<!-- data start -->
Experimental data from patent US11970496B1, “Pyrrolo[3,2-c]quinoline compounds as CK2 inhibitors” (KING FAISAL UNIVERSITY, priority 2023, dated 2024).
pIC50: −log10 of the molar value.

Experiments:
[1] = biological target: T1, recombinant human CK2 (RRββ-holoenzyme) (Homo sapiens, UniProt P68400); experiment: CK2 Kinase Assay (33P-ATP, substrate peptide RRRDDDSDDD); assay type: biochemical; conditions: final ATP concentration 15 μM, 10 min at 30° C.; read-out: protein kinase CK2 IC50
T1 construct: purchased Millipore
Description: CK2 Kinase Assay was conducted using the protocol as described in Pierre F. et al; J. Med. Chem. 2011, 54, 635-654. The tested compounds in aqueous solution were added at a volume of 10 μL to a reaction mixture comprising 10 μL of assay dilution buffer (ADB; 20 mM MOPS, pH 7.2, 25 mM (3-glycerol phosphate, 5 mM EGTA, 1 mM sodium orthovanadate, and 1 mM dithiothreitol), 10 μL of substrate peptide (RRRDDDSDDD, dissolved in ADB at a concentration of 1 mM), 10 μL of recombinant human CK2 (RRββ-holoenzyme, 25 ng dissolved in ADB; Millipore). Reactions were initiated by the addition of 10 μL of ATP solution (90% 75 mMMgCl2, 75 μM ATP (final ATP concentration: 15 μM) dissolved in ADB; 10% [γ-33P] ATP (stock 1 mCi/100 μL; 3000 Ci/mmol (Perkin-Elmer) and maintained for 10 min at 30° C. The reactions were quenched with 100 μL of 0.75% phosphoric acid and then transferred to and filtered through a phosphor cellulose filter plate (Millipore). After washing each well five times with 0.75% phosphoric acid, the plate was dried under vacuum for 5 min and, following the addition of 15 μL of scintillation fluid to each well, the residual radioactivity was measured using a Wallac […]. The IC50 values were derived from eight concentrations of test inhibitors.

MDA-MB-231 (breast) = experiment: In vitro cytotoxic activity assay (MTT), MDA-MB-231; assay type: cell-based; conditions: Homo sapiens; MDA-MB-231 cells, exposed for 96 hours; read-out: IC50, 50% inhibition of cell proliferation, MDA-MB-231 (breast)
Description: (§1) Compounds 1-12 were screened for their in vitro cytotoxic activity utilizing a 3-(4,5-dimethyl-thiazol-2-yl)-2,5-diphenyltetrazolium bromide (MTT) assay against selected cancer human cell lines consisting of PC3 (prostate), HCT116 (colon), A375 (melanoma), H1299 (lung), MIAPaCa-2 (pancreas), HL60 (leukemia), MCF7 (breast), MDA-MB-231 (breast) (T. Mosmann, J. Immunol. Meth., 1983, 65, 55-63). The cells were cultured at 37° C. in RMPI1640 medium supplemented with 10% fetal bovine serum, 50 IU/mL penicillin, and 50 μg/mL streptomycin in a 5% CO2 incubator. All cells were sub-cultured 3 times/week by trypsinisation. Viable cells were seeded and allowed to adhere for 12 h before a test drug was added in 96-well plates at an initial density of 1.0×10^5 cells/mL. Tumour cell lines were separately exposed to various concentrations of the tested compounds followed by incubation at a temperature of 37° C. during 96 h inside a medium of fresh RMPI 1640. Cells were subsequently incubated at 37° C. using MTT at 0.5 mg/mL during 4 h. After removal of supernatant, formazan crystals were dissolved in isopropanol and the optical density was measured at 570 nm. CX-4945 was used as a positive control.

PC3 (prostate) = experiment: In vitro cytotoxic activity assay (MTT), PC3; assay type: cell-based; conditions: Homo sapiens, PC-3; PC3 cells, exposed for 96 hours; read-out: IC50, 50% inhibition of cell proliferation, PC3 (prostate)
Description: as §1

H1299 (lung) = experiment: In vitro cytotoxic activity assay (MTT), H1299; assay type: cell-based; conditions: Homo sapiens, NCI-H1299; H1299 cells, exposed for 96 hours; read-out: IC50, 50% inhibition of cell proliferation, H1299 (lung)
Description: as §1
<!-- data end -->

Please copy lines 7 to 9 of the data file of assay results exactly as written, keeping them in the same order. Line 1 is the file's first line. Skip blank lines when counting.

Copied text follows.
MDA-MB-231 (breast) = experiment: In vitro cytotoxic activity assay (MTT), MDA-MB-231; assay type: cell-based; conditions: Homo sapiens; MDA-MB-231 cells, exposed for 96 hours; read-out: IC50, 50% inhibition of cell proliferation, MDA-MB-231 (breast)
Description: (§1) Compounds 1-12 were screened for their in vitro cytotoxic activity utilizing a 3-(4,5-dimethyl-thiazol-2-yl)-2,5-diphenyltetrazolium bromide (MTT) assay against selected cancer human cell lines consisting of PC3 (prostate), HCT116 (colon), A375 (melanoma), H1299 (lung), MIAPaCa-2 (pancreas), HL60 (leukemia), MCF7 (breast), MDA-MB-231 (breast) (T. Mosmann, J. Immunol. Meth., 1983, 65, 55-63). The cells were cultured at 37° C. in RMPI1640 medium supplemented with 10% fetal bovine serum, 50 IU/mL penicillin, and 50 μg/mL streptomycin in a 5% CO2 incubator. All cells were sub-cultured 3 times/week by trypsinisation. Viable cells were seeded and allowed to adhere for 12 h before a test drug was added in 96-well plates at an initial density of 1.0×10^5 cells/mL. Tumour cell lines were separately exposed to various concentrations of the tested compounds followed by incubation at a temperature of 37° C. during 96 h inside a medium of fresh RMPI 1640. Cells were subsequently incubated at 37° C. using MTT at 0.5 mg/mL during 4 h. After removal of supernatant, formazan crystals were dissolved in isopropanol and the optical density was measured at 570 nm. CX-4945 was used as a positive control.

PC3 (prostate) = experiment: In vitro cytotoxic activity assay (MTT), PC3; assay type: cell-based; conditions: Homo sapiens, PC-3; PC3 cells, exposed for 96 hours; read-out: IC50, 50% inhibition of cell proliferation, PC3 (prostate)